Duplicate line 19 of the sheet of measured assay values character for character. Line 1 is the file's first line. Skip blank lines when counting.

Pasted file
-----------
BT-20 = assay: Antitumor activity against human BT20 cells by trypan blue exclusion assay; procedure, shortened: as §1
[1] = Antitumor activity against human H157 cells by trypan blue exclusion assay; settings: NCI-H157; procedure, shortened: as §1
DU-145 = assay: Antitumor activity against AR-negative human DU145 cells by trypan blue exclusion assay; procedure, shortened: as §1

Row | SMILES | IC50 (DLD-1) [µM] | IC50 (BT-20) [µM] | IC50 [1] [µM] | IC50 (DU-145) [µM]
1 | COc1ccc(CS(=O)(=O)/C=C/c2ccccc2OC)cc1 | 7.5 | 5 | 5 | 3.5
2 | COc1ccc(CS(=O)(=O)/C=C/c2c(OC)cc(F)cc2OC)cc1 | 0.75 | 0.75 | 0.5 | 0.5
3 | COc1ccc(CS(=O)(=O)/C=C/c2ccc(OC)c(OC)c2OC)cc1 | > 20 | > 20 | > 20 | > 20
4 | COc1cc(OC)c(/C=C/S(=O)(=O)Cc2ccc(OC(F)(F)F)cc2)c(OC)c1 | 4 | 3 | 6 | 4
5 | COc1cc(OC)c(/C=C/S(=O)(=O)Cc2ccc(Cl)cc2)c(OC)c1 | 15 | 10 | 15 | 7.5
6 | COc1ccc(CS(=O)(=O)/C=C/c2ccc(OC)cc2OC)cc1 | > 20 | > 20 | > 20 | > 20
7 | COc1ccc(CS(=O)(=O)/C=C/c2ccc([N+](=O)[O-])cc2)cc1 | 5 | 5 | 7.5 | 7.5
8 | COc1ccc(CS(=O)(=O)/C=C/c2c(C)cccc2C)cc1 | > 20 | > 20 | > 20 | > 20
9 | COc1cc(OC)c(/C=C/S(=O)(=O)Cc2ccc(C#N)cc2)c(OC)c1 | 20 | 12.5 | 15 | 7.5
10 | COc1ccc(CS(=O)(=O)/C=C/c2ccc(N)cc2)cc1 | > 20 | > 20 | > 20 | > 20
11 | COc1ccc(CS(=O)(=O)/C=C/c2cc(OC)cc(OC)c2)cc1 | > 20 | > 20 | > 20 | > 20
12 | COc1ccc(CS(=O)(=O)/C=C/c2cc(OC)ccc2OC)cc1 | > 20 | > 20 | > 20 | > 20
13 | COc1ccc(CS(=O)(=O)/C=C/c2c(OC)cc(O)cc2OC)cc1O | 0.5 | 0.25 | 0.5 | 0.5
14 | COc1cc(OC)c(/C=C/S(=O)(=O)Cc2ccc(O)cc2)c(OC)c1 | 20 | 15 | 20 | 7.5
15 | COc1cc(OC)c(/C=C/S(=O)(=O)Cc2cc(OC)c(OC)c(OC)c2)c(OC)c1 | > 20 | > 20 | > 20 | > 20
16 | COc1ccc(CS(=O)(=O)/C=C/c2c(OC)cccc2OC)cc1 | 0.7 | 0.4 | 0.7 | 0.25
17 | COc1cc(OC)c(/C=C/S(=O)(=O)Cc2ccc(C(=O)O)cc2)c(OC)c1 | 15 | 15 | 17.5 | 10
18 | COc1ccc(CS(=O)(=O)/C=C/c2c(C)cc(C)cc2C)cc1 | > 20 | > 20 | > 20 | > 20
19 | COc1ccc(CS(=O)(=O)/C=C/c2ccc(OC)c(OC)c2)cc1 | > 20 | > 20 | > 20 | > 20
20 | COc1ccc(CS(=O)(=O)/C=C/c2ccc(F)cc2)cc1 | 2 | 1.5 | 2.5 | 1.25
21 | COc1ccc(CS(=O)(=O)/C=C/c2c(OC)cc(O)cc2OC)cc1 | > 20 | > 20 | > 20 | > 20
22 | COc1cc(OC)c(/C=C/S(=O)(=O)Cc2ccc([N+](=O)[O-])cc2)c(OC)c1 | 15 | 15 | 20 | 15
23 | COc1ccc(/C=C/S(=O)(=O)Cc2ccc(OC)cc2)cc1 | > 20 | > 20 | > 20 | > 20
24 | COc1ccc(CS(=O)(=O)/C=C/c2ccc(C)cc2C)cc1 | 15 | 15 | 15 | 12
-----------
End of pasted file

15 | COc1cc(OC)c(/C=C/S(=O)(=O)Cc2cc(OC)c(OC)c(OC)c2)c(OC)c1 | > 20 | > 20 | > 20 | > 20